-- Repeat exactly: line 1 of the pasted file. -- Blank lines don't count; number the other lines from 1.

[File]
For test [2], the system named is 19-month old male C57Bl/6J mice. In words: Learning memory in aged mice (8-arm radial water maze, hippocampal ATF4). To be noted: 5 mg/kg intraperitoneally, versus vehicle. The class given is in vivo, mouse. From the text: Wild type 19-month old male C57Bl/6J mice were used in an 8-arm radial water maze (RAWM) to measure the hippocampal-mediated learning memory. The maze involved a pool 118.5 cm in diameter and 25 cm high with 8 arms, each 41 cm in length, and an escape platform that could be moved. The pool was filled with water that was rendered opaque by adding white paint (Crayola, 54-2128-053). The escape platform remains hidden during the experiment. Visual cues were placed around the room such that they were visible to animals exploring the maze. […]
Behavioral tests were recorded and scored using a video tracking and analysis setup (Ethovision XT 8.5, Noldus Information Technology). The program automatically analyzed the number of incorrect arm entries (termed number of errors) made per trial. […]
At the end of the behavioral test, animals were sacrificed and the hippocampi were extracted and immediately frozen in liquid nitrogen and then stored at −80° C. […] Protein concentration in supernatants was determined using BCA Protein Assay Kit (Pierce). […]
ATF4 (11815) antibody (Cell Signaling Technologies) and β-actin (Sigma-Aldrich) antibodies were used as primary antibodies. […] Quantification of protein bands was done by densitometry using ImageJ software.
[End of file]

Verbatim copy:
For test [2], the system named is 19-month old male C57Bl/6J mice. In words: Learning memory in aged mice (8-arm radial water maze, hippocampal ATF4). To be noted: 5 mg/kg intraperitoneally, versus vehicle. The class given is in vivo, mouse. From the text: Wild type 19-month old male C57Bl/6J mice were used in an 8-arm radial water maze (RAWM) to measure the hippocampal-mediated learning memory. The maze involved a pool 118.5 cm in diameter and 25 cm high with 8 arms, each 41 cm in length, and an escape platform that could be moved. The pool was filled with water that was rendered opaque by adding white paint (Crayola, 54-2128-053). The escape platform remains hidden during the experiment. Visual cues were placed around the room such that they were visible to animals exploring the maze. […]